Top positive review
It goes on forever!
on April 28, 2016
Most sci-fi makes the universe feel... well, mundane. Few authors of science fiction actually convey the haunting wonder of the cosmos, and the mysteries that we may never grasp.
But Arthur C. Clarke clearly did not have that problem, as evidenced by his legendary "2001: a Space Odyssey." Written concurrently with the famously artistic (and glacially-paced) Stanley Kubrick movie, this is a hauntingly expansive, mysterious story that looks toward the strange, almost mystical expanses of the universe, from computers gone mad to mysterious aliens of almost godlike power. And yes, it's full of stars. Daisy, Daisy, give me your answer, do.
The story begins millions of years ago, when a tribe of starving hominids encounters a mysterious black monolith. This strange object somehow affects their development, allowing them to develop tools and start killing for food and dominance. Fast forward to 1999: Dr. Heywood Floyd travels to the moon colonies for a meeting, and learns of a magnetic disturbance on the crater of Tycho. A strange black slab of mathematically-precise proportions has been unearthed there, designated TMA-1, and upon being found sends a signal towards Saturn's moon Iapetus.
Then we switch to the Discovery One mission, a sleeper ship that has been launched towards Jupiter; three crewmen are in suspended animation, while Frank Poole, Dave Bowman and the AI computer HAL 9000 run the ship. At first, all is well. But when HAL begins exhibiting strange behavior, Frank and Dave begin to suspect that something is seriously wrong with him -- and Dave's seemingly mundane exploration mission turns out to be just the beginning of a far stranger experience, which will take him past the edges of human existence.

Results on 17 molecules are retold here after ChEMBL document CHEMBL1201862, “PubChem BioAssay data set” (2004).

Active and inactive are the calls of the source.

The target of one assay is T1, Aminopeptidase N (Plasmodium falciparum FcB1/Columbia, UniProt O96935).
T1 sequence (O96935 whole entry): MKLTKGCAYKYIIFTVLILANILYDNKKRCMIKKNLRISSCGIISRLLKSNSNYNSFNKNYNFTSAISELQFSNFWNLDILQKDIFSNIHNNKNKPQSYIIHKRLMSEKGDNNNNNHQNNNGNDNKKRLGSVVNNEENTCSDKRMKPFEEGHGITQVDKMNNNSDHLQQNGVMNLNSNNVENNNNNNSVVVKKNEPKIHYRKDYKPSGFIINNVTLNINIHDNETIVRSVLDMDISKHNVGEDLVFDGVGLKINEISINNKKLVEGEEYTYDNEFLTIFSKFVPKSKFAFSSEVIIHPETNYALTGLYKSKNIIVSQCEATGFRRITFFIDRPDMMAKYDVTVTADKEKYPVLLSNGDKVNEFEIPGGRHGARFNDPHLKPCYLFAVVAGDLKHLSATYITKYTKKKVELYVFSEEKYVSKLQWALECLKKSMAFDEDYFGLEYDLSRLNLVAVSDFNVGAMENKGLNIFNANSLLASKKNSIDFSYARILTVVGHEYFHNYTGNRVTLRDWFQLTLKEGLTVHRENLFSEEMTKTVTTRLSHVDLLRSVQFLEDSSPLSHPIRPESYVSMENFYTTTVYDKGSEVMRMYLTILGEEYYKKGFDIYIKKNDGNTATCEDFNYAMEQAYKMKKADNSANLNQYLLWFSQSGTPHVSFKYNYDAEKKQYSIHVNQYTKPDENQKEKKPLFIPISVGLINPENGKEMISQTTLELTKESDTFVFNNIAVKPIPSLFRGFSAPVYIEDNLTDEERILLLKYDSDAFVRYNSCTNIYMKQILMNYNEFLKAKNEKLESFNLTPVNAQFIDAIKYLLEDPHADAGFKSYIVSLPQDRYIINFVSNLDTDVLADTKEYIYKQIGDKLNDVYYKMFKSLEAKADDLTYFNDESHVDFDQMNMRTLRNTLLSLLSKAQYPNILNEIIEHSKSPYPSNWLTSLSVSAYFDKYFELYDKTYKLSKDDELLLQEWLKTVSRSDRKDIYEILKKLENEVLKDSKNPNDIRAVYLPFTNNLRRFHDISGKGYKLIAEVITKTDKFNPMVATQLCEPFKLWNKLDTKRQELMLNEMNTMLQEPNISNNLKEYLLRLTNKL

"2001: A Space Odyssey" is rightfully considered one of the greatest, most compelling works of science fiction of the twentieth century, which is even more impressive when one considers that it is still overshadowed by Kubrick's movie. Admittedly a few facets of it are a bit dated (the rather adorably zeerust depiction of typewriters on the moon, an all-male astronaut crew). But the heart and backbone of the book is exquisitely timeless; knowledge of scientific phenomena (the physics of low gravity) mingles beautifully with the transcendent quality of the universe's mysteries.
Part of this is that Clarke was a masterful writer. While "2001: A Space Odyssey" has a fairly straightforward plot, the elements of cosmic mystery keep it from ever being dull or predictable. The monoliths, the mysterious creators of them, the signals sent towards the stars, the transformations -- Clarke doesn't overexplain anything, instead allowing the strange, almost mystical aspects of the story to link together organically.
And he had a writing style that could exposit at length about the futuristic society (including a paragraph on how they eat in zero-G), then switch over to luminously beautiful descriptions of space travel ("A ghostly, glimmering rectangle had formed in the empty air. It solidified into a crystal tablet, lost its transparency, and became suffused with a pale, milky luminescence"). In fact, the last quarter of the book is dominated by the lonely Dave Bowman zooming through space, seeing the wondrous beauty of the planets and moons around him. It's basically astronomy porn.
Speaking of which, Dave is probably the closest the story has to a main character -- while he's emphasized to be specially trained and highly intelligent, Clarke writes him as a fairly ordinary guy who quickly finds himself in a strange situation that no human being could be prepared for. And while everyone remembers HAL 9000, he's actually only in the book for a relatively brief time, but he is a childlike yet chilly presence who acts in an oddly logical manner, despite going a bit nuts.
Few science fiction books have the majesty and mystery of "2001: A Space Odyssey" -- and it's even more impressive when you realize it was just the first part of Arthur C. Clarke's four-part series. Spellbinding, gripping and beautifully written.